The Office of Scholarships and Financial Aid provides information for and administers all aid programs on campus. For more complete information, please contact that office at (504) 865-3231.

Loyola's scholarship and financial aid policy is to balance recognition of the superior student and necessary assistance to the needy. In instances where need is indicated, Loyola will try to provide sufficient funds to allow the student to attend Loyola. In instances where there is little or no need demonstrated, Loyola will still attempt to reward academic achievement with appropriate scholarship awards.

TYPES OF ASSISTANCE

ACADEMIC SCHOLARSHIPS - A scholarship is a commitment from Loyola that a portion of the tuition cost for an academic period will be covered by gift aid. The scholarships are awarded to outstanding students with superior academic records and national test scores. Preference is given to new freshmen, however, scholarships are also given to transfer students. Students already attending Loyola cannot receive scholarship assistance except to renew a prior year award. Loyola may consider that gift aid from other sources satisfies all or part of a student's scholarship eligibility.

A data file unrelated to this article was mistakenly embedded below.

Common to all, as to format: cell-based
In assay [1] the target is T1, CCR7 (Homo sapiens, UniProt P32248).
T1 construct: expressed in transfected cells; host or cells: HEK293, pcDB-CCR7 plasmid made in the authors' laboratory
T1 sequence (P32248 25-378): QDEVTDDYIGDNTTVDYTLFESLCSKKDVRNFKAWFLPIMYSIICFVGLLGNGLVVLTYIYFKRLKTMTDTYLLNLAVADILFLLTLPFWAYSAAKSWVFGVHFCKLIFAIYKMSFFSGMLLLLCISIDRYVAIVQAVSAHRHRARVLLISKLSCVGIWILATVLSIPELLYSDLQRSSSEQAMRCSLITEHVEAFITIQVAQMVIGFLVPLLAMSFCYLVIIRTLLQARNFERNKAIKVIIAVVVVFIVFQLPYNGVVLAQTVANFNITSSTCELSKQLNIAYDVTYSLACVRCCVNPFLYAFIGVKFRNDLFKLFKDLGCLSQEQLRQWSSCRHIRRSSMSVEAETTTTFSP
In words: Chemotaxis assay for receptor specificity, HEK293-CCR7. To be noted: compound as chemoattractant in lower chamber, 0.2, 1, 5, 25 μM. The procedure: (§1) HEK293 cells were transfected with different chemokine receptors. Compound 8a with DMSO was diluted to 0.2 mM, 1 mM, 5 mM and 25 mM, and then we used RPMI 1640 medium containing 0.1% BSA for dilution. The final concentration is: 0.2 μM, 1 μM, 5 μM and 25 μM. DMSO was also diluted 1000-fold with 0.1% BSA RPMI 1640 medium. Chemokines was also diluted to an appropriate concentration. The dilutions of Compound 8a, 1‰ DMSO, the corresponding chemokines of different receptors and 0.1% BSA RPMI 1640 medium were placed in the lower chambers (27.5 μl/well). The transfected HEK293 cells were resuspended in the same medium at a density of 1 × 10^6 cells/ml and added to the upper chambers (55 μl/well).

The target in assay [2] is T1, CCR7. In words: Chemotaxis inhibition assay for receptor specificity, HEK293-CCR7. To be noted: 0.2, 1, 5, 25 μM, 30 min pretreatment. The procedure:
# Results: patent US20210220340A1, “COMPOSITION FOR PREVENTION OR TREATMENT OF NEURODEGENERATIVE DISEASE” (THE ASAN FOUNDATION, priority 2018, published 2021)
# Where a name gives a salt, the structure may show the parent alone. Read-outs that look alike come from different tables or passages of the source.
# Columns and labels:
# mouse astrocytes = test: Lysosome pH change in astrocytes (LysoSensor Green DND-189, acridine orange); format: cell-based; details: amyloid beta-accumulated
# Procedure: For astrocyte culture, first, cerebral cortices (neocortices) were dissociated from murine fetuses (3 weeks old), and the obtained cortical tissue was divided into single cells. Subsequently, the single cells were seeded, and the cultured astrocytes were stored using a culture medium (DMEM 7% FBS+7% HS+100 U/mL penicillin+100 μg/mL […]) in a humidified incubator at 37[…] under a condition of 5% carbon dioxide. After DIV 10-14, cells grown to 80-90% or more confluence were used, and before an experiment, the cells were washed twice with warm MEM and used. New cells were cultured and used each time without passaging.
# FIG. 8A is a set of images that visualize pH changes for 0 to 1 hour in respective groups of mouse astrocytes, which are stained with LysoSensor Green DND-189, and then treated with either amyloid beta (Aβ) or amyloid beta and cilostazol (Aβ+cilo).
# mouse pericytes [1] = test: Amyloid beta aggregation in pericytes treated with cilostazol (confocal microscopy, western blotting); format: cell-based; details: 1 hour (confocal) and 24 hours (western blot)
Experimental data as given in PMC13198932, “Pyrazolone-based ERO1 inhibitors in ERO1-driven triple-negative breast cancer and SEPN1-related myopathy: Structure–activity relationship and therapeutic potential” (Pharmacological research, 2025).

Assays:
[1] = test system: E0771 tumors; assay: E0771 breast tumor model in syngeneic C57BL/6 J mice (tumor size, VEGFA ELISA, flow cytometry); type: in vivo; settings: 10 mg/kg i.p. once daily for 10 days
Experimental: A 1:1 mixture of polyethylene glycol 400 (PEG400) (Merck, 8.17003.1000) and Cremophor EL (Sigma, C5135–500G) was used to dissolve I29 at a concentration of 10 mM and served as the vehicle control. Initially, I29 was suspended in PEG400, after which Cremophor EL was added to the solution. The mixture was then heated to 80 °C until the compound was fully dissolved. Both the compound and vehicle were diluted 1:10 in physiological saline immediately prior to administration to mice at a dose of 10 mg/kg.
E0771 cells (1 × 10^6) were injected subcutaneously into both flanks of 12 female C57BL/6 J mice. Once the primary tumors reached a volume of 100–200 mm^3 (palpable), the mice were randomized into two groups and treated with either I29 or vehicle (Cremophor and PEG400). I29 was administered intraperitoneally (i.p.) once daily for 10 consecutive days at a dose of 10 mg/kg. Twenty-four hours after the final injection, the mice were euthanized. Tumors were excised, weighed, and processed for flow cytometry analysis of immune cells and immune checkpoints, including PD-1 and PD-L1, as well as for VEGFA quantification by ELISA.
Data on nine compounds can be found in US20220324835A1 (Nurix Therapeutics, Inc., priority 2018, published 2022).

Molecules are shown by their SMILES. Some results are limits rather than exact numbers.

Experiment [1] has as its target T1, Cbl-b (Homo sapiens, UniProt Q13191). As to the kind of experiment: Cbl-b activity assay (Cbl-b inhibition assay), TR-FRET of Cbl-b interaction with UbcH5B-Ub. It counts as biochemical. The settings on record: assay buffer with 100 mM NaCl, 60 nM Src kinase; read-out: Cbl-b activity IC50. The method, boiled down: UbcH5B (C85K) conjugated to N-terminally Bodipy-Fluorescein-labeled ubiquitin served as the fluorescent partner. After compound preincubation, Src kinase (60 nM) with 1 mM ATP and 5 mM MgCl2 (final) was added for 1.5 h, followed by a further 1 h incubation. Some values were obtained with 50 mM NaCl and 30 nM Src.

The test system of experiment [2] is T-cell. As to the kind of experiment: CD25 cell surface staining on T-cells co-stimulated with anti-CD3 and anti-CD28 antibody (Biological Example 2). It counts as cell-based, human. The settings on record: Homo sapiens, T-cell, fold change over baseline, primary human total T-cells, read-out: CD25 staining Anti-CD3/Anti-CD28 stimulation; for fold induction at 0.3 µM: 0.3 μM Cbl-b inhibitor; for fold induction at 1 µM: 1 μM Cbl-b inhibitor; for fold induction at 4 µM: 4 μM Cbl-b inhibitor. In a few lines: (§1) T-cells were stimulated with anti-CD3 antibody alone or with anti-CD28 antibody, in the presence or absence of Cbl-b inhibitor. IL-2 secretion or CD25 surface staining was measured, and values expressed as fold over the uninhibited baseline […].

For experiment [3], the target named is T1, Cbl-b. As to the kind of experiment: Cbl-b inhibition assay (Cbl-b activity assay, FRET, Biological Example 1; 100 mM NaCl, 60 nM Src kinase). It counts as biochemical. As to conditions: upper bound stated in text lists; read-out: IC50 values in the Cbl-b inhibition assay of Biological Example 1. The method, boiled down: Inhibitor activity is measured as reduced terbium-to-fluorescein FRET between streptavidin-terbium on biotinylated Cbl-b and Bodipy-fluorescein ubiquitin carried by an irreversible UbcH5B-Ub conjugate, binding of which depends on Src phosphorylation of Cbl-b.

OTHER GIFT AID - Grants-in-aid that do not have to be repaid may be available to students who can demonstrate substantial financial need. Some grants are not available to students who have already earned a baccalaureate degree.

CAMPUS JOBS - The federal government and Loyola provide employment opportunities for students who can demonstrate financial need and who want to work on campus.

LOANS - Long-term, low-interest loans provide students with an opportunity to borrow a part of the costs of education. The loans must be repaid when you are no longer enrolled "at least half time" at an approved school. Borrowers must be able to demonstrate financial need. Loans with higher interest rates and less attractive repayment conditions are also available to students and parents on a non-need basis.